a collection of vacuum cleaners.
She had her best friend photograph her
vacuuming the desert, that first weekend
they went away without their husbands,
because some dust
never settles.”

The objects seem to be a journey from childhood toys to financial concerns that then reverts back to childhood with models of transport. There’s a sense of instability, a clutter instead of items that are cherished and cared for. The unsettling feeling continues with the vacuum cleaners and the over-the-top photo of cleaning the desert. Although the mother’s earlier attitude towards the aunt, the school project, was discard and move on, it seems the mother herself is stuck in a pattern of moving on without understanding her past, dooming herself to repeat her mistakes.

The final poem, “Hamsa” sees,

“My aunt spent hours arguing
with my father over the first woman
school board candidate, yet within
she kept something small, even inarticulate,
like a squirrel or sparrow our mother told us
never to touch for fear its offspring
would be forever marked. Perhaps
if my aunt had opened her fists as
she asked for help, shown her skin
to be the flawed, natural mechanism
it was, she wouldn’t have been labeled
as the freak she is known as, but instead
another child in the grip of the gods.”

It’s a reminder of the limited roles women were permitted in the public sphere. How politics, laws and education developed by men excluded and restricted women. It’s a world that encourages women to not reveal their full selves, to keep something back because that’s something they can control and have governance over. Here the poem acknowledges, that had the aunt been able to be honest about her termination(s), she could have had support and assistance that were denied her.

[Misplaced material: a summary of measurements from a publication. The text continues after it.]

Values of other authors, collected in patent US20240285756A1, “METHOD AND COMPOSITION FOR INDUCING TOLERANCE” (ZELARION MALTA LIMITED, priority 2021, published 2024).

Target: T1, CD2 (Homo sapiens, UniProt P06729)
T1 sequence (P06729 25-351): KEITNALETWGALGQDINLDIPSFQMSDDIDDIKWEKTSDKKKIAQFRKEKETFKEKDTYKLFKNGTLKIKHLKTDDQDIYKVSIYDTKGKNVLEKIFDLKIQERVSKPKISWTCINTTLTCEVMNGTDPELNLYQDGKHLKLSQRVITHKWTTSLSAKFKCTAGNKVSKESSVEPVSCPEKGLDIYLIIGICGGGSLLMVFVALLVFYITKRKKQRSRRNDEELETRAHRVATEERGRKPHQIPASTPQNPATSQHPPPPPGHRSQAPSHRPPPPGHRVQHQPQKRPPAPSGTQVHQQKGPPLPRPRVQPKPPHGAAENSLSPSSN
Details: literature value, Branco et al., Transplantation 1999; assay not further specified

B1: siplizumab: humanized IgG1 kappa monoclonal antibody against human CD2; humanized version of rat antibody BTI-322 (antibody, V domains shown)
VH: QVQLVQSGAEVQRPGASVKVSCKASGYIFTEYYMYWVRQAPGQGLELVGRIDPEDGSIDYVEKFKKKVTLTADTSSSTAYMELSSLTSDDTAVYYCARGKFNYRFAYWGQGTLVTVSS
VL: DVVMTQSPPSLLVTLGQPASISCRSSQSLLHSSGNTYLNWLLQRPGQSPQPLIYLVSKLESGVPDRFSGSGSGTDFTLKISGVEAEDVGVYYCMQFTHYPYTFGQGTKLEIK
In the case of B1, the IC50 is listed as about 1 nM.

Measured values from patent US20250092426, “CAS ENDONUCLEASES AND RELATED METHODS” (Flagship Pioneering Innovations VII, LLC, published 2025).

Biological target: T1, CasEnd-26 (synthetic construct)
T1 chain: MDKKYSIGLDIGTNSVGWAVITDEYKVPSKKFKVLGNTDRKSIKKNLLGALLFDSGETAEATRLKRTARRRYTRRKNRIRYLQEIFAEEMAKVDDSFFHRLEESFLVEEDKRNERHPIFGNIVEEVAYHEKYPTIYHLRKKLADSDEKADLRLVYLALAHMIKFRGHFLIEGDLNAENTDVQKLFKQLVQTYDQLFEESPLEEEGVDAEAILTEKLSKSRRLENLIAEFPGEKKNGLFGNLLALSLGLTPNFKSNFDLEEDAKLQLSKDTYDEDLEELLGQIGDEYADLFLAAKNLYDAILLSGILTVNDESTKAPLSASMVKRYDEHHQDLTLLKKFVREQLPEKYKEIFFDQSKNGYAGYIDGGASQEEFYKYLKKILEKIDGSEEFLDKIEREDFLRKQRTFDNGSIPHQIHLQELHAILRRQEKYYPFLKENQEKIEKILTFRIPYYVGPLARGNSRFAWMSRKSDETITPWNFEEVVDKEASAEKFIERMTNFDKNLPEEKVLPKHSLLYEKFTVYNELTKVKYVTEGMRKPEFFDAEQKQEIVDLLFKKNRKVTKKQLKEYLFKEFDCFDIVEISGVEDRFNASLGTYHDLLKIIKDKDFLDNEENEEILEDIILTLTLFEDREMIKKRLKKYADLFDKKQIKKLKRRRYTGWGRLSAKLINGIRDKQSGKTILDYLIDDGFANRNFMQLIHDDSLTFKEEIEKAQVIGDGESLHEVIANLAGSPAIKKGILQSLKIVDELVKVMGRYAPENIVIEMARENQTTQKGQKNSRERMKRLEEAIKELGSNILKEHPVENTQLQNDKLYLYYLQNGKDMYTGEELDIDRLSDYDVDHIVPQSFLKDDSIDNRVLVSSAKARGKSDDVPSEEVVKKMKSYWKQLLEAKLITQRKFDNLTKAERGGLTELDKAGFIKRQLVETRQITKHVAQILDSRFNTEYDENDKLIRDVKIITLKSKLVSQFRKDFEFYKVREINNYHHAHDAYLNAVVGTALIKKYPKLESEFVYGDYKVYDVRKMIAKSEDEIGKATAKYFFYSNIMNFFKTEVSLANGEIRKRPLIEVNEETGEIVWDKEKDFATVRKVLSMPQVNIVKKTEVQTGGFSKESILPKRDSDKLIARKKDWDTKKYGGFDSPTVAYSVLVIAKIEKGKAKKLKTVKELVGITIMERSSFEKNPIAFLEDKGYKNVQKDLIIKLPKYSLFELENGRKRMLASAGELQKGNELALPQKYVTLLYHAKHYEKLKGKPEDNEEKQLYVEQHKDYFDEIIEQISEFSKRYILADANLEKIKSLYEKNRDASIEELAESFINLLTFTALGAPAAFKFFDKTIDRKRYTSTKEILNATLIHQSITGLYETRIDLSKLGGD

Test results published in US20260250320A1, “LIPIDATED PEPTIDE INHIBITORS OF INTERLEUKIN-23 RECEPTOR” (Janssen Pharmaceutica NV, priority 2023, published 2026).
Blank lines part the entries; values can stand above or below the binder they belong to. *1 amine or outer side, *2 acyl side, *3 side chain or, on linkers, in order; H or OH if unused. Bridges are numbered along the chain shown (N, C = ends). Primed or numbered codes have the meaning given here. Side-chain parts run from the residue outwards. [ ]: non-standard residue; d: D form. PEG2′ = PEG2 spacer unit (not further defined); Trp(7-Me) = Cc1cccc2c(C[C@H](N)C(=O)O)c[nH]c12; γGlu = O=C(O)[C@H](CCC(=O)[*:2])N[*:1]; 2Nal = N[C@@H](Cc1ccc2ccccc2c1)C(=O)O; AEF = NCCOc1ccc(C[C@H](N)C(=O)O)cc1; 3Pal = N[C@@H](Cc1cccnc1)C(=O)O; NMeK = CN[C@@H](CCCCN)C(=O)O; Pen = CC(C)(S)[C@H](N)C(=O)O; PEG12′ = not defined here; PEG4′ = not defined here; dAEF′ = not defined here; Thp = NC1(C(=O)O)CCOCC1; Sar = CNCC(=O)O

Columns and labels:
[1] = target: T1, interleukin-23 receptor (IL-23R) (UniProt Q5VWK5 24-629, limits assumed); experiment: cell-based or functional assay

This is a timely collection as women’s rights are being rolled back and not just in America. Jane Rosenberg LaForge has created an empathetic collection that explores and questions attitudes towards women’s roles and the lack of control and autonomy women are granted even over their own bodies. Readers are left to speculate whether the aunt never became a teacher because she could no longer stand to be around children or because her chronic conditions, the consequence of not being able to access proper healthcare, prevented her. Either way, a life that had purpose became one without. And the consequences reached far beyond one woman.

“My Aunt’s Abortion” is available from BlazeVOX.

Emma Lee’s The Significance of a Dress is available from Arachne Press. The link also has a trailer featuring the title poems and samples of some of the poems from the collection. It is also available as an eBook.

Featured in the Top 10 Poetry Review Blogs on Feedspot.


One Response to ““My Aunt’s Abortion” Jane Rosenberg LaForge (BlazeVOX) – book review”

  1. Poetry Blog Digest 2023, Week 6 – Via Negativa Says:

    […] Emma Lee, “My Aunt’s Abortion” Jane Rosenberg LaForge (BlazeVOX) – book review […]